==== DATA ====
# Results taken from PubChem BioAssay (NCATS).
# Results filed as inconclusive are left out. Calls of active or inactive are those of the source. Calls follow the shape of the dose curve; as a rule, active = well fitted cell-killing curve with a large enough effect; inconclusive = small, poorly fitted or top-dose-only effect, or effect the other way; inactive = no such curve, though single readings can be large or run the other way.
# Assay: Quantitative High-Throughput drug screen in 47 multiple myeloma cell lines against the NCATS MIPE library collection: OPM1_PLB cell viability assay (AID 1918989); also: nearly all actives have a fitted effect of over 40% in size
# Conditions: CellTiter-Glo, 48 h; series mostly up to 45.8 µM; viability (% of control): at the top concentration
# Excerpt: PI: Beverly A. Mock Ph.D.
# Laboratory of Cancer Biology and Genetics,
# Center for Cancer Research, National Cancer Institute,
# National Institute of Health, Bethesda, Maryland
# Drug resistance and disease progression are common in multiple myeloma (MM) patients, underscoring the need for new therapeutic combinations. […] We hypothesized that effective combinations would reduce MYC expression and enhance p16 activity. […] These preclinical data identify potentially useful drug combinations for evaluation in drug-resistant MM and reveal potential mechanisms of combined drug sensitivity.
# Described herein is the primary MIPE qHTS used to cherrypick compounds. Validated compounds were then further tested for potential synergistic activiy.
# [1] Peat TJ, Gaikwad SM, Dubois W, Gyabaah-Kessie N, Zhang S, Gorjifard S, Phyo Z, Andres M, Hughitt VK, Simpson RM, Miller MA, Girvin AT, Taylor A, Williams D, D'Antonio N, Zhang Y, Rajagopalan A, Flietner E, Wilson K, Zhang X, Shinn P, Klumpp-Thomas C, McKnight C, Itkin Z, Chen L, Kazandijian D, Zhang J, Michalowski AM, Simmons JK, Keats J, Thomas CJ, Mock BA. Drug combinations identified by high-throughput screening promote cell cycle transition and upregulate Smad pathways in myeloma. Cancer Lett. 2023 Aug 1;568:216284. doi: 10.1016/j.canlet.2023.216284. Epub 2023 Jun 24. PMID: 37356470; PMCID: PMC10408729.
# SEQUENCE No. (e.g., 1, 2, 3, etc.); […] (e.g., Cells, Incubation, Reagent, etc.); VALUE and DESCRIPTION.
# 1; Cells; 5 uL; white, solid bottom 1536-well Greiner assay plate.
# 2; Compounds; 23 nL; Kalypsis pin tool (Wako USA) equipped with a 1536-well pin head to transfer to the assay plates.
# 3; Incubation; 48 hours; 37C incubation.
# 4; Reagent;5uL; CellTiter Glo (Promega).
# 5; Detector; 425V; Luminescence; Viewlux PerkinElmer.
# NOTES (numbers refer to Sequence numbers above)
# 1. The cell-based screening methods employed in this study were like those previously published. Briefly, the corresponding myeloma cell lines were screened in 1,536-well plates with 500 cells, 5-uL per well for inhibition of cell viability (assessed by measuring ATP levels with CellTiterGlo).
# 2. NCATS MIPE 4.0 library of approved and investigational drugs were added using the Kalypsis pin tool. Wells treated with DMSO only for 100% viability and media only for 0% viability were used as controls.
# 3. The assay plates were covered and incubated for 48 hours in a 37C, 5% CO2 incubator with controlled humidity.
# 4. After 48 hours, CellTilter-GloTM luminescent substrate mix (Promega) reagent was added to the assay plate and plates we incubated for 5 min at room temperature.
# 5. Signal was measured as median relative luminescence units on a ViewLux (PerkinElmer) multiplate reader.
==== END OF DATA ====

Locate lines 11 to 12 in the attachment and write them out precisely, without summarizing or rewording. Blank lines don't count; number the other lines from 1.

# [1] Peat TJ, Gaikwad SM, Dubois W, Gyabaah-Kessie N, Zhang S, Gorjifard S, Phyo Z, Andres M, Hughitt VK, Simpson RM, Miller MA, Girvin AT, Taylor A, Williams D, D'Antonio N, Zhang Y, Rajagopalan A, Flietner E, Wilson K, Zhang X, Shinn P, Klumpp-Thomas C, McKnight C, Itkin Z, Chen L, Kazandijian D, Zhang J, Michalowski AM, Simmons JK, Keats J, Thomas CJ, Mock BA. Drug combinations identified by high-throughput screening promote cell cycle transition and upregulate Smad pathways in myeloma. Cancer Lett. 2023 Aug 1;568:216284. doi: 10.1016/j.canlet.2023.216284. Epub 2023 Jun 24. PMID: 37356470; PMCID: PMC10408729.
# SEQUENCE No. (e.g., 1, 2, 3, etc.); […] (e.g., Cells, Incubation, Reagent, etc.); VALUE and DESCRIPTION.